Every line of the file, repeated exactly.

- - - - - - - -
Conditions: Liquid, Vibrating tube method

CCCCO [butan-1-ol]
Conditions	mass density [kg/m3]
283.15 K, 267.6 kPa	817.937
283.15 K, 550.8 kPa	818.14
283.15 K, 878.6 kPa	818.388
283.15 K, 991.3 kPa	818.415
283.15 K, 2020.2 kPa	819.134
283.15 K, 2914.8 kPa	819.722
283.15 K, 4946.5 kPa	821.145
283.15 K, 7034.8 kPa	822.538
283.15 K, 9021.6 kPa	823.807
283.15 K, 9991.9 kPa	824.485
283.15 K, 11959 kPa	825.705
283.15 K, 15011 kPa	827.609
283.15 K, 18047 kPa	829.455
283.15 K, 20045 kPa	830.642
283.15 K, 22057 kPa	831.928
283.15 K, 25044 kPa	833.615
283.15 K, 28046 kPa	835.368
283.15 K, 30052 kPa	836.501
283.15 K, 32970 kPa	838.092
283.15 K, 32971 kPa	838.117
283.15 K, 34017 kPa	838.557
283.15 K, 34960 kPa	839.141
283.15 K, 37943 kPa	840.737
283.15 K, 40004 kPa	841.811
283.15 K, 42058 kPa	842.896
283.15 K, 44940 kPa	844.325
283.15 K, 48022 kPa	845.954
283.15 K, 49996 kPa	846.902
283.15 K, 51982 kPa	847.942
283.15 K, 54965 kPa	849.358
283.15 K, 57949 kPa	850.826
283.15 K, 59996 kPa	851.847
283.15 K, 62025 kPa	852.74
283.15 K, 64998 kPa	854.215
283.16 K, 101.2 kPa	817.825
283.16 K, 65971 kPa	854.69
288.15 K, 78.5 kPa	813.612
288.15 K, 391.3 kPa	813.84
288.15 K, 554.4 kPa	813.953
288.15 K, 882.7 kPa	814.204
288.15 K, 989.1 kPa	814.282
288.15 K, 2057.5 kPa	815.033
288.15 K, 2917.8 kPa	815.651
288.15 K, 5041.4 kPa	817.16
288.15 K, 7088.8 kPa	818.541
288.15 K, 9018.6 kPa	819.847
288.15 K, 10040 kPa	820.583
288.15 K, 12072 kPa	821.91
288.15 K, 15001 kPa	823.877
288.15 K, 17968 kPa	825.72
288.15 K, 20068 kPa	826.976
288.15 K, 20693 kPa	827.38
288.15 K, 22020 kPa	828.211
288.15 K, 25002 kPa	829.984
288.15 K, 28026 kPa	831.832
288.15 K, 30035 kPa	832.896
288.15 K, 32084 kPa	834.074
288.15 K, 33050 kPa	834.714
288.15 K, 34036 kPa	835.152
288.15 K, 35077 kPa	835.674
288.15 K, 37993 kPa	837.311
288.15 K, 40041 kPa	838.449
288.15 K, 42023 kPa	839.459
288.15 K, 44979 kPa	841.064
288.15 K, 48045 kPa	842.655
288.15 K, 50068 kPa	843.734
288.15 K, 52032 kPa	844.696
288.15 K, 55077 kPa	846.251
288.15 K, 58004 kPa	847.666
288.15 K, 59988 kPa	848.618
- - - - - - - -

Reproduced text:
Conditions: Liquid, Vibrating tube method

CCCCO [butan-1-ol]
Conditions	mass density [kg/m3]
283.15 K, 267.6 kPa	817.937
283.15 K, 550.8 kPa	818.14
283.15 K, 878.6 kPa	818.388
283.15 K, 991.3 kPa	818.415
283.15 K, 2020.2 kPa	819.134
283.15 K, 2914.8 kPa	819.722
283.15 K, 4946.5 kPa	821.145
283.15 K, 7034.8 kPa	822.538
283.15 K, 9021.6 kPa	823.807
283.15 K, 9991.9 kPa	824.485
283.15 K, 11959 kPa	825.705
283.15 K, 15011 kPa	827.609
283.15 K, 18047 kPa	829.455
283.15 K, 20045 kPa	830.642
283.15 K, 22057 kPa	831.928
283.15 K, 25044 kPa	833.615
283.15 K, 28046 kPa	835.368
283.15 K, 30052 kPa	836.501
283.15 K, 32970 kPa	838.092
283.15 K, 32971 kPa	838.117
283.15 K, 34017 kPa	838.557
283.15 K, 34960 kPa	839.141
283.15 K, 37943 kPa	840.737
283.15 K, 40004 kPa	841.811
283.15 K, 42058 kPa	842.896
283.15 K, 44940 kPa	844.325
283.15 K, 48022 kPa	845.954
283.15 K, 49996 kPa	846.902
283.15 K, 51982 kPa	847.942
283.15 K, 54965 kPa	849.358
283.15 K, 57949 kPa	850.826
283.15 K, 59996 kPa	851.847
283.15 K, 62025 kPa	852.74
283.15 K, 64998 kPa	854.215
283.16 K, 101.2 kPa	817.825
283.16 K, 65971 kPa	854.69
288.15 K, 78.5 kPa	813.612
288.15 K, 391.3 kPa	813.84
288.15 K, 554.4 kPa	813.953
288.15 K, 882.7 kPa	814.204
288.15 K, 989.1 kPa	814.282
288.15 K, 2057.5 kPa	815.033
288.15 K, 2917.8 kPa	815.651
288.15 K, 5041.4 kPa	817.16
288.15 K, 7088.8 kPa	818.541
288.15 K, 9018.6 kPa	819.847
288.15 K, 10040 kPa	820.583
288.15 K, 12072 kPa	821.91
288.15 K, 15001 kPa	823.877
288.15 K, 17968 kPa	825.72
288.15 K, 20068 kPa	826.976
288.15 K, 20693 kPa	827.38
288.15 K, 22020 kPa	828.211
288.15 K, 25002 kPa	829.984
288.15 K, 28026 kPa	831.832
288.15 K, 30035 kPa	832.896
288.15 K, 32084 kPa	834.074
288.15 K, 33050 kPa	834.714
288.15 K, 34036 kPa	835.152
288.15 K, 35077 kPa	835.674
288.15 K, 37993 kPa	837.311
288.15 K, 40041 kPa	838.449
288.15 K, 42023 kPa	839.459
288.15 K, 44979 kPa	841.064
288.15 K, 48045 kPa	842.655
288.15 K, 50068 kPa	843.734
288.15 K, 52032 kPa	844.696
288.15 K, 55077 kPa	846.251
288.15 K, 58004 kPa	847.666
288.15 K, 59988 kPa	848.618